Editor-in-chief, First Amendment get canned?

More than 500 people gathered at Colorado State University Thursday to discuss the use of four words. The words were those of David McSwane, editor-in-chief of The Rocky Mountain Collegian, who wrote and printed an editorial that read “Taser this: Fuck Bush.” McSwane claimed that he meant for the editorial to spark controversy on the campus, a campus which he perceived as politically apathetic.

Though many members of the Colorado State community (including some members of the newspaper’s staff) are calling for the editor-in-chief’s resignation, McSwane’s choice of words should legally be protected by the First Amendment. Any forced resignation would be a major blow to journalistic freedom of speech.

And though the editor-in-chief’s position should be safe if the Colorado State officials decide to respect First Amendment rights, it’s certainly true that McSwane would have done a better editorial job by providing context for the bold anti-Bush statement. Instead, McSwane chose not to share his political views or implore the student body to take political action. He did not seek to educate the readers of The Collegian, but did succeed in offending a great deal of them.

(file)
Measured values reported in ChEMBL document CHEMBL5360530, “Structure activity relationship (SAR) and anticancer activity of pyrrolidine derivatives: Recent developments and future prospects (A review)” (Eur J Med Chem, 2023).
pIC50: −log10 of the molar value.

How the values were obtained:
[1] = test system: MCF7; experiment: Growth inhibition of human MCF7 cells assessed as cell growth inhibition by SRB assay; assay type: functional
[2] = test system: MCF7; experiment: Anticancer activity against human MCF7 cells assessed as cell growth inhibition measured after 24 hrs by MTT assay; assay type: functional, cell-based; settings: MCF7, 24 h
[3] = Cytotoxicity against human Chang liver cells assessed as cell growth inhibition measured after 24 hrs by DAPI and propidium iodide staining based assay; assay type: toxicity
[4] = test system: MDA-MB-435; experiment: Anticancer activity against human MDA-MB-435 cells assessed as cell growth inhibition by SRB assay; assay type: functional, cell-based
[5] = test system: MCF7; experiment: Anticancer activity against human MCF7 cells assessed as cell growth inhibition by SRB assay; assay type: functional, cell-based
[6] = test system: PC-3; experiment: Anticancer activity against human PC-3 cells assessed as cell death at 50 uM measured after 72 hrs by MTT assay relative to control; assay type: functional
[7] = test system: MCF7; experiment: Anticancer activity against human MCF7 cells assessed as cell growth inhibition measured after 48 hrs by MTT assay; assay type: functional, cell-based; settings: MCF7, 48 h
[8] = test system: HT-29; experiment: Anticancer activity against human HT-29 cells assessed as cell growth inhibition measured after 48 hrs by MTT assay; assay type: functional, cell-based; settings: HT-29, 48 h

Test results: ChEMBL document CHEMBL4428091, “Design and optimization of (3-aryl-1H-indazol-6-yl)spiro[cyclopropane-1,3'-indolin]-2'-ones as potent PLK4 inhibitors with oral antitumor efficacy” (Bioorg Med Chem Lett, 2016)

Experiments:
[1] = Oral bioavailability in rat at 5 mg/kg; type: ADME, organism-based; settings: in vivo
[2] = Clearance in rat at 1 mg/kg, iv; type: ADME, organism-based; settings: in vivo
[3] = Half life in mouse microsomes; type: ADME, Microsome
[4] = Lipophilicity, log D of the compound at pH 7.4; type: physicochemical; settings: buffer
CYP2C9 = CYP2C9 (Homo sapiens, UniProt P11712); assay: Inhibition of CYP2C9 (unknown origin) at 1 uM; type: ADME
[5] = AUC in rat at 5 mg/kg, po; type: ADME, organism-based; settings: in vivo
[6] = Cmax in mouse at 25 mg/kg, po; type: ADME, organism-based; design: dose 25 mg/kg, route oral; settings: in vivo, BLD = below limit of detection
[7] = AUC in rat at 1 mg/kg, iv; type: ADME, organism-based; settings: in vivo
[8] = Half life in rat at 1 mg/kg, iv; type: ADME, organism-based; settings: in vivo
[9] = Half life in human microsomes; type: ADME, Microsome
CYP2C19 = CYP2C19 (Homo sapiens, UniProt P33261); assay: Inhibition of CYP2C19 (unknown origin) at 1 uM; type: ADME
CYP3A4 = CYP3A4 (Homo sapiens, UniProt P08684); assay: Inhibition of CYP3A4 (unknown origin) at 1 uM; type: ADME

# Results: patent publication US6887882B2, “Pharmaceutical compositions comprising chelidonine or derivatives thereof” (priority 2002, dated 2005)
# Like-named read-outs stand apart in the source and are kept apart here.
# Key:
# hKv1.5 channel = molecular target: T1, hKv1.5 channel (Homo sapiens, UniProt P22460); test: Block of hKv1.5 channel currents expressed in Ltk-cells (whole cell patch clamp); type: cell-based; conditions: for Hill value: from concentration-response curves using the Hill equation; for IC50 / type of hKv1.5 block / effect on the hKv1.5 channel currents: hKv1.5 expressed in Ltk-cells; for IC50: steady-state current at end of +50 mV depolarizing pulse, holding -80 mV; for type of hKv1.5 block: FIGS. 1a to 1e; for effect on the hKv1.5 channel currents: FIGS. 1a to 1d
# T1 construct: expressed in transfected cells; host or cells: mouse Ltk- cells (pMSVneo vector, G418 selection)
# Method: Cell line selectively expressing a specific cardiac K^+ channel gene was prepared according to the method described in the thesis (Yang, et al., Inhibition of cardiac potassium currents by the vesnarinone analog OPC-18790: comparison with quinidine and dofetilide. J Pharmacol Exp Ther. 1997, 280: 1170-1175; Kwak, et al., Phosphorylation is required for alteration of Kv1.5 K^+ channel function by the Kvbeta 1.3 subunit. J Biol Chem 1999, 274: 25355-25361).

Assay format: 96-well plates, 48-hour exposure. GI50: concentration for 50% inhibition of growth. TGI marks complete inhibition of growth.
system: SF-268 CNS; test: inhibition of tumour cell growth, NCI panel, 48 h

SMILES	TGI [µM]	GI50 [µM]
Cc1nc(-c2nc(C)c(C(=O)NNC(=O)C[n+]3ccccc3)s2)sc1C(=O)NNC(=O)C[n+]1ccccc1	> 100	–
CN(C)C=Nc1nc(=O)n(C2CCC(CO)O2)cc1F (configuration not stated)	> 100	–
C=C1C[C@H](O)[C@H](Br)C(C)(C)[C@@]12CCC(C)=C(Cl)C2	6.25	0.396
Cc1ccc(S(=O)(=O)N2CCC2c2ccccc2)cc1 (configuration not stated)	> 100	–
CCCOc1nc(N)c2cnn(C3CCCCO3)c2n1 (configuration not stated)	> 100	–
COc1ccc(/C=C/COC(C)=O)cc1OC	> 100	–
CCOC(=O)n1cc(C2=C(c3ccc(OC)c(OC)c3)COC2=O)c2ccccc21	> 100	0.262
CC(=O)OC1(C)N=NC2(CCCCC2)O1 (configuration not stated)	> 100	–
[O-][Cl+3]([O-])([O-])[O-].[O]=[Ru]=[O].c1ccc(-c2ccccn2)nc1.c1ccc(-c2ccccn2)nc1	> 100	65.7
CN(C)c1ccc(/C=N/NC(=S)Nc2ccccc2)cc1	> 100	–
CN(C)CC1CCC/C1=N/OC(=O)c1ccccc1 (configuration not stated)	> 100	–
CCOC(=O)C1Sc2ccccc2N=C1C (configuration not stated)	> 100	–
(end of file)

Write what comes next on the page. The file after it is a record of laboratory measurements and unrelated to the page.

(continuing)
For the newspaper to be taken seriously and for the editor-in-chief to be regarded as a professional, McSwane should have written an article, not just a headline. He also might have considered that whatever he chooses to print implicitly reflects the values of the newspaper and its staff as a whole.

After the Thursday hearing, officials decided to postpone the decision as to whether or not McSwane should be fired from his position on The Collegian. While we hope that Colorado State University respects McSwane’s right to print controversial articles, we also hope that in the future, McSwane will respect the integrity of college journalism by providing well-argued, intelligent social criticism.